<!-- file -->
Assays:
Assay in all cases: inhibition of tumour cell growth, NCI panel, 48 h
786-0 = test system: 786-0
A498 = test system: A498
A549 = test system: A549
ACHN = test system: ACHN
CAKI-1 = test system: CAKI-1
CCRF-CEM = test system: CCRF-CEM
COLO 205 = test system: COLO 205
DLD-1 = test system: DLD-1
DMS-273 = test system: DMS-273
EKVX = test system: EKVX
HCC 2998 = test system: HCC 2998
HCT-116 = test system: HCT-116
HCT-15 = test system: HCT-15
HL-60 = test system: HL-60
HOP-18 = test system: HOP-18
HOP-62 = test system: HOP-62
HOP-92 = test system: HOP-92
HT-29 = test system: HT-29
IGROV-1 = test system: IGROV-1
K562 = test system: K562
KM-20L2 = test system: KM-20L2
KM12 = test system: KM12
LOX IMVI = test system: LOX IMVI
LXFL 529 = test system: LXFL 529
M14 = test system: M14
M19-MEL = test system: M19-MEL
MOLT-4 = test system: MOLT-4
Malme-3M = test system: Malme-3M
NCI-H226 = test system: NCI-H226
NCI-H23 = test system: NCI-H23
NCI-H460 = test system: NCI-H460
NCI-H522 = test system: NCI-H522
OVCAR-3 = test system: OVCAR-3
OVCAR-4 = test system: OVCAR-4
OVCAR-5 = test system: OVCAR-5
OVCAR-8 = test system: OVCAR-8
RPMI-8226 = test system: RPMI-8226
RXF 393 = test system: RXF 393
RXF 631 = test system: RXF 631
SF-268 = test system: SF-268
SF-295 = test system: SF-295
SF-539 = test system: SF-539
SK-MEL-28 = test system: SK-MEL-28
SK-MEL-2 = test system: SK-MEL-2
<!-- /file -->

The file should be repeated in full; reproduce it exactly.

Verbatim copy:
Assays:
Assay in all cases: inhibition of tumour cell growth, NCI panel, 48 h
786-0 = test system: 786-0
A498 = test system: A498
A549 = test system: A549
ACHN = test system: ACHN
CAKI-1 = test system: CAKI-1
CCRF-CEM = test system: CCRF-CEM
COLO 205 = test system: COLO 205
DLD-1 = test system: DLD-1
DMS-273 = test system: DMS-273
EKVX = test system: EKVX
HCC 2998 = test system: HCC 2998
HCT-116 = test system: HCT-116
HCT-15 = test system: HCT-15
HL-60 = test system: HL-60
HOP-18 = test system: HOP-18
HOP-62 = test system: HOP-62
HOP-92 = test system: HOP-92
HT-29 = test system: HT-29
IGROV-1 = test system: IGROV-1
K562 = test system: K562
KM-20L2 = test system: KM-20L2
KM12 = test system: KM12
LOX IMVI = test system: LOX IMVI
LXFL 529 = test system: LXFL 529
M14 = test system: M14
M19-MEL = test system: M19-MEL
MOLT-4 = test system: MOLT-4
Malme-3M = test system: Malme-3M
NCI-H226 = test system: NCI-H226
NCI-H23 = test system: NCI-H23
NCI-H460 = test system: NCI-H460
NCI-H522 = test system: NCI-H522
OVCAR-3 = test system: OVCAR-3
OVCAR-4 = test system: OVCAR-4
OVCAR-5 = test system: OVCAR-5
OVCAR-8 = test system: OVCAR-8
RPMI-8226 = test system: RPMI-8226
RXF 393 = test system: RXF 393
RXF 631 = test system: RXF 631
SF-268 = test system: SF-268
SF-295 = test system: SF-295
SF-539 = test system: SF-539
SK-MEL-28 = test system: SK-MEL-28
SK-MEL-2 = test system: SK-MEL-2